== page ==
– Policy routing - the next-hop interface is an LSP
tunnel
– Autoroute - SPF enhancement
• The head-end sees the tunnel as a directly
connected interface (for modified SPF only)
• The cost of a tunnel is equal to the shortest IGP
metric regardless of the used path

© 2001, Cisco Systems, Inc. MPLS Traffic Engineering Technology-51

The tunnel normally does not appear in IP routing table.The IP routing process
does not see the tunnel so the tunnel is normally not included in any SPF
calculations. The IP traffic can be mapped onto a tunnel in three different ways:
■ Using static routes that point to the tunnel interfaces.
■ Using policy based routing and set the next hop for the destination to the
tunnel interface.
■ Using the autoroute feature, which is an SPF enhancement that includes the
tunnel interface into the route calculation as well. The result of the autoroute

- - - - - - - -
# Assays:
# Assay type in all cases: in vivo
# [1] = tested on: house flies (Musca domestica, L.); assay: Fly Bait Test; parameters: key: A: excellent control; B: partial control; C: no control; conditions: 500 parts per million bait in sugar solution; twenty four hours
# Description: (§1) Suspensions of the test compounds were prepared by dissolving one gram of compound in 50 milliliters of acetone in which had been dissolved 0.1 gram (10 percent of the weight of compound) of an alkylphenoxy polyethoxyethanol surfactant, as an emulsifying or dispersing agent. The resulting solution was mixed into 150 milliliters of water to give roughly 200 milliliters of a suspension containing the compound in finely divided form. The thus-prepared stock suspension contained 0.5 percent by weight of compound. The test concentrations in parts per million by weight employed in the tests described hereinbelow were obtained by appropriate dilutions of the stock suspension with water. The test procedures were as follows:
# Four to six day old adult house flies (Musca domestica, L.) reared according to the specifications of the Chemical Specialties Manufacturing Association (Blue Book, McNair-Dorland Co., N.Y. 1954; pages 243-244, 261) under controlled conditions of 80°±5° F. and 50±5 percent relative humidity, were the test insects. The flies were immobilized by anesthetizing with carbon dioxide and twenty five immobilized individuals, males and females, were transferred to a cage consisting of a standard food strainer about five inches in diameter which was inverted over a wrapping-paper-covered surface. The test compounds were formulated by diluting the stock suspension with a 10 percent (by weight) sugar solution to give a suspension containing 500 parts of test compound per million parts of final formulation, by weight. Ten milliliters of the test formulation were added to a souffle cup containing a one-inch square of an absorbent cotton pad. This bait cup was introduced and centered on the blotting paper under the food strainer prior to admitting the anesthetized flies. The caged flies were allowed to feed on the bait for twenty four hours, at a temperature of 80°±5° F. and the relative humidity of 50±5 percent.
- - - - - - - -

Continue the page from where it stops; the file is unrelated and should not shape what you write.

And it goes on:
feature is that the tunnel is seen at the head-end (and only there) as a directly
connected interface. The metric (cost) of the tunnel is set to the normal IGP
metric from the tunnel head-end to the tunnel end-point (over the least cost
path, regardless if the tunnel is actually using the least cost path or not).

Note With the autoroute feature, the traffic engineered tunnel appears in the IP routing
table as well but this appearance is restricted to the tunnel head-end only.

The first two options are not very flexible or scalable. The traffic for each
destination that needs to use the tunnel must be manually mapped to the tunnel.